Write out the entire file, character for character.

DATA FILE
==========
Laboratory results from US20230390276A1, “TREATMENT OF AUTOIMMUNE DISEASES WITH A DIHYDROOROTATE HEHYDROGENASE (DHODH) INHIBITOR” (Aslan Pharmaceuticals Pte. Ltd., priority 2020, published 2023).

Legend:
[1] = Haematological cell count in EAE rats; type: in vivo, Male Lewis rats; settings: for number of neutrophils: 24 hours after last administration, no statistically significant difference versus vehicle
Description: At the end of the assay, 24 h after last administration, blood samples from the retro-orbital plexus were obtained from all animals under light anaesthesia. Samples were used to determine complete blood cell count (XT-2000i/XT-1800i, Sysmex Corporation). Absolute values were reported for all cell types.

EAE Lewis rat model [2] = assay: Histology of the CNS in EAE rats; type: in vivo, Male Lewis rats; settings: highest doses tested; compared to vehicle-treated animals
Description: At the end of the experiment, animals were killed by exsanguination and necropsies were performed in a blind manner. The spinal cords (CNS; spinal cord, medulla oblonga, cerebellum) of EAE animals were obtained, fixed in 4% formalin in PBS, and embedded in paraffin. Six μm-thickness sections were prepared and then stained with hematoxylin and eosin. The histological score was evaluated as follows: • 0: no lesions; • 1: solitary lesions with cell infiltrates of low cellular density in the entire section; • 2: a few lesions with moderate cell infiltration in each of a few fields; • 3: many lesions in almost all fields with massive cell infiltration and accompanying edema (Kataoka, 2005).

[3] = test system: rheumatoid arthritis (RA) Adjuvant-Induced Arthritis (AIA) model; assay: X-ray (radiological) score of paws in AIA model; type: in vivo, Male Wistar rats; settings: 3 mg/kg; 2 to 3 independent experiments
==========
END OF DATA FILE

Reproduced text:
Laboratory results from US20230390276A1, “TREATMENT OF AUTOIMMUNE DISEASES WITH A DIHYDROOROTATE HEHYDROGENASE (DHODH) INHIBITOR” (Aslan Pharmaceuticals Pte. Ltd., priority 2020, published 2023).

Legend:
[1] = Haematological cell count in EAE rats; type: in vivo, Male Lewis rats; settings: for number of neutrophils: 24 hours after last administration, no statistically significant difference versus vehicle
Description: At the end of the assay, 24 h after last administration, blood samples from the retro-orbital plexus were obtained from all animals under light anaesthesia. Samples were used to determine complete blood cell count (XT-2000i/XT-1800i, Sysmex Corporation). Absolute values were reported for all cell types.

EAE Lewis rat model [2] = assay: Histology of the CNS in EAE rats; type: in vivo, Male Lewis rats; settings: highest doses tested; compared to vehicle-treated animals
Description: At the end of the experiment, animals were killed by exsanguination and necropsies were performed in a blind manner. The spinal cords (CNS; spinal cord, medulla oblonga, cerebellum) of EAE animals were obtained, fixed in 4% formalin in PBS, and embedded in paraffin. Six μm-thickness sections were prepared and then stained with hematoxylin and eosin. The histological score was evaluated as follows: • 0: no lesions; • 1: solitary lesions with cell infiltrates of low cellular density in the entire section; • 2: a few lesions with moderate cell infiltration in each of a few fields; • 3: many lesions in almost all fields with massive cell infiltration and accompanying edema (Kataoka, 2005).

[3] = test system: rheumatoid arthritis (RA) Adjuvant-Induced Arthritis (AIA) model; assay: X-ray (radiological) score of paws in AIA model; type: in vivo, Male Wistar rats; settings: 3 mg/kg; 2 to 3 independent experiments